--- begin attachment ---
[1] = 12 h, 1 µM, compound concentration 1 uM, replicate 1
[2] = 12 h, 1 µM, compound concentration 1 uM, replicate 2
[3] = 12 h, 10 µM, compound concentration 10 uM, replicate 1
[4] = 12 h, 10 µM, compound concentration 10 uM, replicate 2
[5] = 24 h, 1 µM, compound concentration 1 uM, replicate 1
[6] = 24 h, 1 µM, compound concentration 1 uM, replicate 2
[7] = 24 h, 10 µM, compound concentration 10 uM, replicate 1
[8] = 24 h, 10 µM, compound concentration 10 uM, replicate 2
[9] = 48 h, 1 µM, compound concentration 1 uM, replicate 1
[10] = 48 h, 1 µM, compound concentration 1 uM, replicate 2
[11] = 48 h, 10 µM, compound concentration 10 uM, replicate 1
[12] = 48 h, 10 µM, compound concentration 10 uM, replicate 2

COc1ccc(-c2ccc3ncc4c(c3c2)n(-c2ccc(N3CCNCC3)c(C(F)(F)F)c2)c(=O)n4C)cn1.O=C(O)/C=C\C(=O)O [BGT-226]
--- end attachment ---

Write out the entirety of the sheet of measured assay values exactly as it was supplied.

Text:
[1] = 12 h, 1 µM, compound concentration 1 uM, replicate 1
[2] = 12 h, 1 µM, compound concentration 1 uM, replicate 2
[3] = 12 h, 10 µM, compound concentration 10 uM, replicate 1
[4] = 12 h, 10 µM, compound concentration 10 uM, replicate 2
[5] = 24 h, 1 µM, compound concentration 1 uM, replicate 1
[6] = 24 h, 1 µM, compound concentration 1 uM, replicate 2
[7] = 24 h, 10 µM, compound concentration 10 uM, replicate 1
[8] = 24 h, 10 µM, compound concentration 10 uM, replicate 2
[9] = 48 h, 1 µM, compound concentration 1 uM, replicate 1
[10] = 48 h, 1 µM, compound concentration 1 uM, replicate 2
[11] = 48 h, 10 µM, compound concentration 10 uM, replicate 1
[12] = 48 h, 10 µM, compound concentration 10 uM, replicate 2

COc1ccc(-c2ccc3ncc4c(c3c2)n(-c2ccc(N3CCNCC3)c(C(F)(F)F)c2)c(=O)n4C)cn1.O=C(O)/C=C\C(=O)O [BGT-226]